'Rights, Not Favors': Citizenship Lessons from India's Forests

Tuesday, April 10, 2018

Cries of Maharbani Nakko, hakk havet (keep your favors, we want our rights) rend the early-morning sky as 40,000 farmers and forest dwellers from Maharashtra arrived in Mumbai a little before midnight on March 11, 2018. Commencing from Nashik, and covering 180 kilometers in less than six days, the All India Kisan Sabha (AIKS) led rally offered not only spectacular images of blistered, bloodied feet but a new unrelenting solidarity between the urban poor, forestry, and farming communities. Dubbed the Long March to Mumbai, the semi-success of the rally and the nature of its demands are unprecedented.

Farmers march towards Maharashtra Vidhan Sabha as part of the Kisan Long March, Maharashtra. Credit: TheInnocentBystander, (CC BY-SA 4.0).
Thriving, not just surviving: the AIKS rally marches towards the Maharashtra Vidhan Sabha. Credit: TheInnocentBystander, (CC BY-SA 4.0).

Of the seven key demands, the call for the proper implementation of the 2006 Forest Rights Act (FRA) is particularly significant. By underscoring FRA’s importance, the rally highlighted the colonial legacy of state usurpation of forestry commons and the new threats posed to this rare progressive forestry legislation. The onus of its poor implementation is often justly attributed to an incompetent forestry bureaucracy. However, part of the blame also lies with new domestic legislations like the Compensatory Afforestation Fund (CAF) Act, and forest centered climate change mitigation strategies, implemented through the United Nations Framework Convention on Climate Change (UNFCCC) sanctioned Reducing Emissions from Deforestation and Forest Degradation (REDD) programs.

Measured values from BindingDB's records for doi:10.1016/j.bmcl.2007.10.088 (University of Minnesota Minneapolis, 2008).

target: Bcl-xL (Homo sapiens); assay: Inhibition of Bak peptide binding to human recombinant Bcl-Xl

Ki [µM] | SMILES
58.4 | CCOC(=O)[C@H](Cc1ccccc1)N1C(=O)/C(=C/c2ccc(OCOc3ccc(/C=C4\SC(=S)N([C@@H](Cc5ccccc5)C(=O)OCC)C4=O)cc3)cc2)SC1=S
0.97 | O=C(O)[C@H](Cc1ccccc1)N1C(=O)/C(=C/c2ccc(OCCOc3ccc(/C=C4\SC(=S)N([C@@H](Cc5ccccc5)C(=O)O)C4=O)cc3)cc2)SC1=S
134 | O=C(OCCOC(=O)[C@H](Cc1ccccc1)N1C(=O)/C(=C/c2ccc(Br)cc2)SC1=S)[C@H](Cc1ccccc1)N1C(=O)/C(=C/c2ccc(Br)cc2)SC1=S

What is the Forest Rights Act?

FRA, also known as the Scheduled Tribes and Traditional Forest Dwellers Act, covers over 86.5 million ha of Indian forests and has the potential to benefit one-fifth of the Indian population. Drafted in 2006 by the Ministry of Tribal Affairs (MoTA), as opposed to the Ministry of Environment, Forestry and Climate Change (MoEFCC)—FRA is the largest decentralized democratization effort of forestry governance in the world.

An inspiring win: The Dongria Kondh tribe (pictured in exhibition) of the bauxite rich Niyamgiri Hills effectively mobilised the FRA to resist mining operations by Vedanta Aluminium Ltd. Credit: Ramesh Lalwani. (CC BY-NC 2.0). Image resized and cropped.
An inspiring win: the Dongria Kondh tribe (pictured in exhibition) of the bauxite rich Niyamgiri Hills effectively mobilised the FRA to resist mining operations by Vedanta Aluminium Ltd. Credit: Ramesh Lalwani. (CC BY-NC 2.0). Image resized and cropped.

A result of wide-scale public mobilization of agrarian and forest dwelling communities, along with civil society organizations, this watershed legislation recognizes 14 types of pre-existing rights of forest dwellers—including both individual and community forestry resource rights (IFR and CFRs)—over all categories of forestland. In doing so, the FRA is an acknowledgement of the historic wrongs meted out to Adivasi communities by the colonial state and postcolonial India.

Additionally, FRA promotes community ownership and management of forestland and resources through politically representative Gram Sabhas (village assemblies) instead of elite committees nominated by the forestry departments. Making consent mandatory for forestry governance rather than consultation with the Gram Sabhas, FRA made a move away from other decentralized but less democratic directives, like the Joint Forest Management plan (1990).

FRA is also an attempt to rectify India’s troubling history of exploitative conservation policies. Extending its scope to include ‘Protected Areas’, the FRA secures traditional forest dwelling communities against displacement while also acknowledging their immense success as environmentalists.

Implementing forest rights: The case of Maharashtra

While much critical ink has been spilt on the poor implementation of the FRA, the state of Maharashtra in Western India is touted as its prime success story. This is why the Long March’s emphasis on FRA’s improper implementation is pivotal in examining the old and new challenges to this pro-poor legislation—the implications of which extend well beyond Maharashtra.

The Citizen’s Report, produced by Community Forest Rights Learning and Advocacy group, assessing the Promise and Performance of 10 years of the Forest Right Act in Maharashtra, highlighted some of the challenges brought forward by the rally as well. One notable finding is the uneven implementation of the FRA to only some districts of the state.